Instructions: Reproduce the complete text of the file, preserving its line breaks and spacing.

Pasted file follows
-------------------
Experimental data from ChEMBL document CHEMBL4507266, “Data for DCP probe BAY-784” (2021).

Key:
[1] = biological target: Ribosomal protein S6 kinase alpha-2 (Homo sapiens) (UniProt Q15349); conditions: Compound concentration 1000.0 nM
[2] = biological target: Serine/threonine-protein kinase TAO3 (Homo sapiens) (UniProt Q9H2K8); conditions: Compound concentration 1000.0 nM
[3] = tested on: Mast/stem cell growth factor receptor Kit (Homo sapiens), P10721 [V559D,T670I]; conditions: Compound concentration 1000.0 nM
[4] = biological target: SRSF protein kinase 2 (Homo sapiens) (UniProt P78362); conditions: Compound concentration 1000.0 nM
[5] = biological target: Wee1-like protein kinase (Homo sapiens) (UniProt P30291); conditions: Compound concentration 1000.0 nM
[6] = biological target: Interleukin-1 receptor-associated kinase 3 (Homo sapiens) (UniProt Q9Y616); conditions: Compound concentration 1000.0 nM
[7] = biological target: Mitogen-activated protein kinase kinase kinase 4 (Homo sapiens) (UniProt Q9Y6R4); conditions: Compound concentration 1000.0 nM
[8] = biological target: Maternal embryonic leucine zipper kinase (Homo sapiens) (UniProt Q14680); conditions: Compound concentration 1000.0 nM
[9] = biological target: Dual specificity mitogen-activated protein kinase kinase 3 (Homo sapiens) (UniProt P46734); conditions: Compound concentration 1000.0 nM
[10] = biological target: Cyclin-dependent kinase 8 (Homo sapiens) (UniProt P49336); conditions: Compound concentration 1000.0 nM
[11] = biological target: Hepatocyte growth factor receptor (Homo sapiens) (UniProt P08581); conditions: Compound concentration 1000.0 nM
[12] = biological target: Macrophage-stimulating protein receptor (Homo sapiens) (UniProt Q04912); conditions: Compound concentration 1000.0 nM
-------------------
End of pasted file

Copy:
Experimental data from ChEMBL document CHEMBL4507266, “Data for DCP probe BAY-784” (2021).

Key:
[1] = biological target: Ribosomal protein S6 kinase alpha-2 (Homo sapiens) (UniProt Q15349); conditions: Compound concentration 1000.0 nM
[2] = biological target: Serine/threonine-protein kinase TAO3 (Homo sapiens) (UniProt Q9H2K8); conditions: Compound concentration 1000.0 nM
[3] = tested on: Mast/stem cell growth factor receptor Kit (Homo sapiens), P10721 [V559D,T670I]; conditions: Compound concentration 1000.0 nM
[4] = biological target: SRSF protein kinase 2 (Homo sapiens) (UniProt P78362); conditions: Compound concentration 1000.0 nM
[5] = biological target: Wee1-like protein kinase (Homo sapiens) (UniProt P30291); conditions: Compound concentration 1000.0 nM
[6] = biological target: Interleukin-1 receptor-associated kinase 3 (Homo sapiens) (UniProt Q9Y616); conditions: Compound concentration 1000.0 nM
[7] = biological target: Mitogen-activated protein kinase kinase kinase 4 (Homo sapiens) (UniProt Q9Y6R4); conditions: Compound concentration 1000.0 nM
[8] = biological target: Maternal embryonic leucine zipper kinase (Homo sapiens) (UniProt Q14680); conditions: Compound concentration 1000.0 nM
[9] = biological target: Dual specificity mitogen-activated protein kinase kinase 3 (Homo sapiens) (UniProt P46734); conditions: Compound concentration 1000.0 nM
[10] = biological target: Cyclin-dependent kinase 8 (Homo sapiens) (UniProt P49336); conditions: Compound concentration 1000.0 nM
[11] = biological target: Hepatocyte growth factor receptor (Homo sapiens) (UniProt P08581); conditions: Compound concentration 1000.0 nM
[12] = biological target: Macrophage-stimulating protein receptor (Homo sapiens) (UniProt Q04912); conditions: Compound concentration 1000.0 nM